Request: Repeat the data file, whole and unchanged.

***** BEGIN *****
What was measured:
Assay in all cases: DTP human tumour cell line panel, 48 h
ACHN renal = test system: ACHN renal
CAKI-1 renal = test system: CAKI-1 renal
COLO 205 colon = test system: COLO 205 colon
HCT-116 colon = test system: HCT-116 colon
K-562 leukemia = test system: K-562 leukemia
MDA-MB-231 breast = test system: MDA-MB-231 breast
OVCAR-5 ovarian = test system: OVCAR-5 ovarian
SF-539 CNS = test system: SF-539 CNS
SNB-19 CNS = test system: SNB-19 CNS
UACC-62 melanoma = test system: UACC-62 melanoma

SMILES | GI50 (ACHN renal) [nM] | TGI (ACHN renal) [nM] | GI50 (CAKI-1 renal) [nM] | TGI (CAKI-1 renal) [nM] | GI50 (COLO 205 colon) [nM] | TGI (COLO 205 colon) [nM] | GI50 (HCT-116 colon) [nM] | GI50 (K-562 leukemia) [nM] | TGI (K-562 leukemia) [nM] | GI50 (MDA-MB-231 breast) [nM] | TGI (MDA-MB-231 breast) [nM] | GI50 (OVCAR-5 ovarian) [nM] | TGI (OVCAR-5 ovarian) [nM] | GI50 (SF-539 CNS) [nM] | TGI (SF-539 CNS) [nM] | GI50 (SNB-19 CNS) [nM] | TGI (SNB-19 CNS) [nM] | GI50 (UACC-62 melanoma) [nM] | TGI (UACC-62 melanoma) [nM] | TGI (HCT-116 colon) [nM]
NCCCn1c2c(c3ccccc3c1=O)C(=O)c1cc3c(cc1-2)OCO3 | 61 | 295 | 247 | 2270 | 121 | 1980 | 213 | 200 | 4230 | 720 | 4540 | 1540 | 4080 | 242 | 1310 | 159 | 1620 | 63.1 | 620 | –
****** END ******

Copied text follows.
What was measured:
Assay in all cases: DTP human tumour cell line panel, 48 h
ACHN renal = test system: ACHN renal
CAKI-1 renal = test system: CAKI-1 renal
COLO 205 colon = test system: COLO 205 colon
HCT-116 colon = test system: HCT-116 colon
K-562 leukemia = test system: K-562 leukemia
MDA-MB-231 breast = test system: MDA-MB-231 breast
OVCAR-5 ovarian = test system: OVCAR-5 ovarian
SF-539 CNS = test system: SF-539 CNS
SNB-19 CNS = test system: SNB-19 CNS
UACC-62 melanoma = test system: UACC-62 melanoma

SMILES | GI50 (ACHN renal) [nM] | TGI (ACHN renal) [nM] | GI50 (CAKI-1 renal) [nM] | TGI (CAKI-1 renal) [nM] | GI50 (COLO 205 colon) [nM] | TGI (COLO 205 colon) [nM] | GI50 (HCT-116 colon) [nM] | GI50 (K-562 leukemia) [nM] | TGI (K-562 leukemia) [nM] | GI50 (MDA-MB-231 breast) [nM] | TGI (MDA-MB-231 breast) [nM] | GI50 (OVCAR-5 ovarian) [nM] | TGI (OVCAR-5 ovarian) [nM] | GI50 (SF-539 CNS) [nM] | TGI (SF-539 CNS) [nM] | GI50 (SNB-19 CNS) [nM] | TGI (SNB-19 CNS) [nM] | GI50 (UACC-62 melanoma) [nM] | TGI (UACC-62 melanoma) [nM] | TGI (HCT-116 colon) [nM]
NCCCn1c2c(c3ccccc3c1=O)C(=O)c1cc3c(cc1-2)OCO3 | 61 | 295 | 247 | 2270 | 121 | 1980 | 213 | 200 | 4230 | 720 | 4540 | 1540 | 4080 | 242 | 1310 | 159 | 1620 | 63.1 | 620 | –